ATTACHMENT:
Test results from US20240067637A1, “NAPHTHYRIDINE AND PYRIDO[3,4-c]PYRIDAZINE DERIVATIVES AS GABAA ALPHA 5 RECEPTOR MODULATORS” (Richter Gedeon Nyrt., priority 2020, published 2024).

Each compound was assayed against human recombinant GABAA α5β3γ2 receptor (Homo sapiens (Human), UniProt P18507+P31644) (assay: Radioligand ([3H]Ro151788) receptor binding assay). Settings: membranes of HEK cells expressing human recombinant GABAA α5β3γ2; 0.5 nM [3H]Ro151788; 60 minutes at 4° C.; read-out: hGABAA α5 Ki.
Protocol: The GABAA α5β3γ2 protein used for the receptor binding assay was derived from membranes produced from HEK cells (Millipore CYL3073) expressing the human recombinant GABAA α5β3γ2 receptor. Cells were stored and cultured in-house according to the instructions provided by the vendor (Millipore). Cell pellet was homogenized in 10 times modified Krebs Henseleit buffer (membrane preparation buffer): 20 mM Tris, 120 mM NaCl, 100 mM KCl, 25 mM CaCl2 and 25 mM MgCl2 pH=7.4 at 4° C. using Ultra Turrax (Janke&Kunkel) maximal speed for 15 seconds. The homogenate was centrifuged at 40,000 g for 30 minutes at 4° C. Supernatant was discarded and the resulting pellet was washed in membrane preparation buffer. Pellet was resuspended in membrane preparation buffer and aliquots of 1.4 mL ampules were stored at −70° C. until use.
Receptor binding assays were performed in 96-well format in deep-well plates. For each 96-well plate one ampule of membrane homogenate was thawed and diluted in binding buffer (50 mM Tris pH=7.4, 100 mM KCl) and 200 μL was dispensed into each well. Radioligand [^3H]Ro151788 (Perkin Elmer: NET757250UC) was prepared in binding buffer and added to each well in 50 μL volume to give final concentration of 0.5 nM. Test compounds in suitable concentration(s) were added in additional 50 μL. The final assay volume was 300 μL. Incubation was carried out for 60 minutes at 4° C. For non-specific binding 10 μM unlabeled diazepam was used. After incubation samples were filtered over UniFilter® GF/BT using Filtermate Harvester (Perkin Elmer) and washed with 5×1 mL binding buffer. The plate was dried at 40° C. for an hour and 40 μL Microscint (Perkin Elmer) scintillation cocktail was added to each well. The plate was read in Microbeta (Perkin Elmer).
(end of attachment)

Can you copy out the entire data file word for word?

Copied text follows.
Test results from US20240067637A1, “NAPHTHYRIDINE AND PYRIDO[3,4-c]PYRIDAZINE DERIVATIVES AS GABAA ALPHA 5 RECEPTOR MODULATORS” (Richter Gedeon Nyrt., priority 2020, published 2024).

Each compound was assayed against human recombinant GABAA α5β3γ2 receptor (Homo sapiens (Human), UniProt P18507+P31644) (assay: Radioligand ([3H]Ro151788) receptor binding assay). Settings: membranes of HEK cells expressing human recombinant GABAA α5β3γ2; 0.5 nM [3H]Ro151788; 60 minutes at 4° C.; read-out: hGABAA α5 Ki.
Protocol: The GABAA α5β3γ2 protein used for the receptor binding assay was derived from membranes produced from HEK cells (Millipore CYL3073) expressing the human recombinant GABAA α5β3γ2 receptor. Cells were stored and cultured in-house according to the instructions provided by the vendor (Millipore). Cell pellet was homogenized in 10 times modified Krebs Henseleit buffer (membrane preparation buffer): 20 mM Tris, 120 mM NaCl, 100 mM KCl, 25 mM CaCl2 and 25 mM MgCl2 pH=7.4 at 4° C. using Ultra Turrax (Janke&Kunkel) maximal speed for 15 seconds. The homogenate was centrifuged at 40,000 g for 30 minutes at 4° C. Supernatant was discarded and the resulting pellet was washed in membrane preparation buffer. Pellet was resuspended in membrane preparation buffer and aliquots of 1.4 mL ampules were stored at −70° C. until use.
Receptor binding assays were performed in 96-well format in deep-well plates. For each 96-well plate one ampule of membrane homogenate was thawed and diluted in binding buffer (50 mM Tris pH=7.4, 100 mM KCl) and 200 μL was dispensed into each well. Radioligand [^3H]Ro151788 (Perkin Elmer: NET757250UC) was prepared in binding buffer and added to each well in 50 μL volume to give final concentration of 0.5 nM. Test compounds in suitable concentration(s) were added in additional 50 μL. The final assay volume was 300 μL. Incubation was carried out for 60 minutes at 4° C. For non-specific binding 10 μM unlabeled diazepam was used. After incubation samples were filtered over UniFilter® GF/BT using Filtermate Harvester (Perkin Elmer) and washed with 5×1 mL binding buffer. The plate was dried at 40° C. for an hour and 40 μL Microscint (Perkin Elmer) scintillation cocktail was added to each well. The plate was read in Microbeta (Perkin Elmer).